For now, I am not training for anything because I’m afraid it will trigger unhealthy running and symptom use. I’m learning how to run because I want to and because it’s fun. I’ve come to love biking and yoga and can recognize that they are valid physical activities. And, finally, last Thursday, I ran three miles. This isn’t significant by any stretch of the imagination – trust me, but, this run was different because I ran for all the right reasons. I didn’t run because I felt obligated to or because I felt fat, and I didn’t run so it would be okay to eat lunch. I ran because I wanted to, because I could and because it felt good to be in the sun. As I ran and paid attention to my body, I worked to detach from the shame I associated with stopping to walk, and the shame I associated with how long it took me to cover those three miles. Instead, I tried to be mindfully in the moment and remember that, as Dave said, “having fun was an important part of my journey,” too.
When I finished, I reread Dave’s post about his marathon. Just like him, it’s not about my three miles. It’s about why and how I ran them. It’s about being healthy and having the courage to leave compensatory running behind. It’s about having the courage to just meet my body where it’s at. It’s about having the courage to not define myself by my running. Like Dave, I am learning to “always focus on just taking the next step” and to “trust and enjoy the journey.”
Thank you, Nathan, for publishing Dave’s post – its authenticity resonated on so many levels. Dave’s journey and my journey are reminders that it’s not always about the race. It’s easy for us runners to get lost in the miles and the numbers, so it’s critical that we redirect perspective back to those things that are really important. The miles are not nearly as important as the attitude with which we run them. Are we running to hide something, get away from something, or to be something? Or are we running to be outside, to clear our head, or to enjoy ourselves?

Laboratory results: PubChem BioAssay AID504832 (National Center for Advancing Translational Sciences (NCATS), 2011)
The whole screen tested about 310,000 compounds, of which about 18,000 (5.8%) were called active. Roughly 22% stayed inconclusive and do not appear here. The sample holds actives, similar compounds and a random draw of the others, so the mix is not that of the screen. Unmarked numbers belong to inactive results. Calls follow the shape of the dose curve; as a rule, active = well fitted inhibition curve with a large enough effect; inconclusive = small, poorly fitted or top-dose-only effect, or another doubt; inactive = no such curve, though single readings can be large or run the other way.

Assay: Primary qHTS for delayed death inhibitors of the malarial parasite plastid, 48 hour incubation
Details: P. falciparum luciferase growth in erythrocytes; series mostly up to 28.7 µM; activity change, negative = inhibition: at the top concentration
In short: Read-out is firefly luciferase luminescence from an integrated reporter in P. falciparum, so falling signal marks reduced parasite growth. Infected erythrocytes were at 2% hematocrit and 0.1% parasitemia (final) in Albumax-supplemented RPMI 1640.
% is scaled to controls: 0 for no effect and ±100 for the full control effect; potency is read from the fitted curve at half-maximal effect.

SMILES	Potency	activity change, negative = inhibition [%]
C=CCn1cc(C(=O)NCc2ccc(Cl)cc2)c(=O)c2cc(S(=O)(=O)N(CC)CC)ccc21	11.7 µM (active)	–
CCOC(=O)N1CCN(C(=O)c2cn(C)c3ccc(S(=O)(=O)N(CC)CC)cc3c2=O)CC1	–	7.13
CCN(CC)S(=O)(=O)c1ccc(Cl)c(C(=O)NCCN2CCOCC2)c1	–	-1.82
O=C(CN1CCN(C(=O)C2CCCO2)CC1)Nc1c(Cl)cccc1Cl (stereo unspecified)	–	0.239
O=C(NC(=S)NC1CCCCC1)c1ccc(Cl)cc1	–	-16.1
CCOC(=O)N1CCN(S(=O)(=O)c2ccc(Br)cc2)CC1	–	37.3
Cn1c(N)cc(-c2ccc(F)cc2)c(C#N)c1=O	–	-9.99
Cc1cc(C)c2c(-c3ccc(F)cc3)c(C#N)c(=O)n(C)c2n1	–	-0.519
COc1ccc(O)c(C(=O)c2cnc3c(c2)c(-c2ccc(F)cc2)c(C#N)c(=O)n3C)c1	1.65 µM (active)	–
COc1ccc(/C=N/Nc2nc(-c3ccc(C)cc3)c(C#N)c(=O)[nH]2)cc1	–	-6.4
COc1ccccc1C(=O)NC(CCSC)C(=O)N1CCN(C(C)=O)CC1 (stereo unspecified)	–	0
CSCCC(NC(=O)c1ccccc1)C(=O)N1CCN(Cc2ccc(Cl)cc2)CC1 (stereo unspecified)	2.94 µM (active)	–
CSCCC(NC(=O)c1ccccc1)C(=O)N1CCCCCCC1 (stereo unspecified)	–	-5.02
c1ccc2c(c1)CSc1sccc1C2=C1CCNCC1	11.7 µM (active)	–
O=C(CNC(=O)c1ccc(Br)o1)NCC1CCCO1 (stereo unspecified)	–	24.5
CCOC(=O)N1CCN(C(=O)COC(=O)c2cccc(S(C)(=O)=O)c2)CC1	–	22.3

Good training is always wrought with miles we don’t want to run and legs that are too tired, and we all run to relieve stress or frustration…but I think even those days ought to be healthy. So now, I’m looking forward to running just because, running when I feel like it, running hills because they’re fun, and running with friends for the honest relationships. I’m looking forward to more biking and yoga, and I’m looking forward to the freedom of not having to run to maintain an image or my worthiness. It seems to be a more flexible approach to running, and I’m nearly certain it’ll be more fun. After all, Dave said to “cherish today,” and my healthy mind tells me that life is too short not to.